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The European Central Bank (ECB) is set to leave its policy unchanged in January but may paint a gloomy picture. As we get closer to the release time, here are the forecasts by the economists and researchers of eight major banks.

According to FXStreet’s Analyst Yohay Elam, unless the bank threatens lower rates, EUR/USD may resume its rises, based on dollar weakness.


“We expect the monetary policy of the ECB to remain unchanged on the occasion of the January meeting. Inflation can be expected to pick up in the coming months, chiefly on account of technical factors. We expect the ECB to signal it will look beyond this upturn and only reconsider the orientation of its monetary policy when there is evidence of a real increase in underlying inflationary pressures. Our expectations are that Christine Lagarde will limit herself to very general comments, stressing that the ECB stands ready to adjust its toolbox to avoid an ‘unjustified’ tightening of financial conditions.”


“No changes to monetary policy are expected so all focus will be on Lagarde’s comments. Partly in response to the pressure from the hawks, the ECB will try to scale down the pace of its bond purchases. Recent market moves support the credibility of the ECB bond purchases in keeping yields and spreads low. The ECB’s concerns about FX moves are unlikely to have increased materially since December. Risks are tilted towards slightly higher yields and spreads as an immediate response.”


“This month’s ECB meeting should be fairly uneventful, with all the big policy decisions having already been made at the December meeting. Judging from Lagarde’s recent comments, we look for a fairly upbeat tone, with more focus on the positive medium-term developments, like the vaccine deployment in particular, and less focus on the near-term downside risks from the extended lockdown.

Danske Bank

“The ECB meeting is set to be a fairly uneventful one, which we largely expect to be a stock-taking meeting with no new policy signals. As the Euro area economy is still in lockdown and could be all through Q1, it is likely the services sector will continue to drag economic sentiment lower but with the rollout of the vaccines and improvement in the weather conditions, we believe economic activity is set to pick up. We expect the press conference to convey this ray of optimism. The recent recalibration of the policy instruments from the ECB in December has been well absorbed by markets, which means the ECB has no urgency to signal a new policy stance. We expect the ECB to refrain from commenting on any potential taper discussion, which has started in the US.”


“We fully expect the ECB on hold next week. Ms. Lagarde will reiterate that December’s recalibration was enough, while at the same time repeating the Council’s commitment to adjust policy as and when necessary. Despite the prospect of extended lockdowns in Q1, the Council will probably still consider the December staff projections as plausible. Some immediate downside risks have lessened. Inflation remains very depressed and is yet to return on a sustainable trajectory towards the ECB’s target. This could still take a substantial amount of time.”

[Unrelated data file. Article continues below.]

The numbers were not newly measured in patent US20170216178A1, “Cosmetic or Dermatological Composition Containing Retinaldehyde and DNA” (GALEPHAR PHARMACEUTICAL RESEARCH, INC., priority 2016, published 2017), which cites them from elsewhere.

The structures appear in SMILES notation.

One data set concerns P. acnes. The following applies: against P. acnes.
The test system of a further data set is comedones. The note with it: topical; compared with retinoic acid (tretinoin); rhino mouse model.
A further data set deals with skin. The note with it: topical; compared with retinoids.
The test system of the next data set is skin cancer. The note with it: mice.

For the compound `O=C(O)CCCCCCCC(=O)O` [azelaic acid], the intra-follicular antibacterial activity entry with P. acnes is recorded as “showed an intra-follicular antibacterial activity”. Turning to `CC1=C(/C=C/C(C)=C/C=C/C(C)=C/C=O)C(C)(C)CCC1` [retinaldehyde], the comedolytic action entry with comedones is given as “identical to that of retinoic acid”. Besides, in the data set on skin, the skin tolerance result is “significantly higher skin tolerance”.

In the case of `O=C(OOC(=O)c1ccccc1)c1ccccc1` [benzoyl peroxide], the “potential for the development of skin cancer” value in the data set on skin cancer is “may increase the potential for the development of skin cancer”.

“We do not expect any changes to monetary policy. Most likely the purchases will continue to be roughly the same size up until summer as during the second half of 2020, but at the same time, there are strong powers in the central bank eager to scale down the PEPP as soon as possible. The flexibility of the PEPP will most likely be emphasized as vaccinations reach a larger part of the population and downside risks in the economy become smaller and less epidemic related. In a situation where better market conditions overall would support financing conditions considerably more than right now, smaller purchases could be warranted. Such a move would have to be well communicated, but this could be the preferred exit strategy of the ECB.”


“Little is expected of the ECB after December’s easing measures. However, we would expect President Lagarde to say that the ECB is ‘monitoring the exchange rate carefully’, wary of the euro’s impact on an already subdued inflation rate.”


“Citi analysts do not expect any changes on policy or communication but it is of interest to see what message President Lagarde sends with respect to the near-term outlook and risks surrounding the baseline and current strength in EUR and impact on euro area’s longer-term inflation outlook.”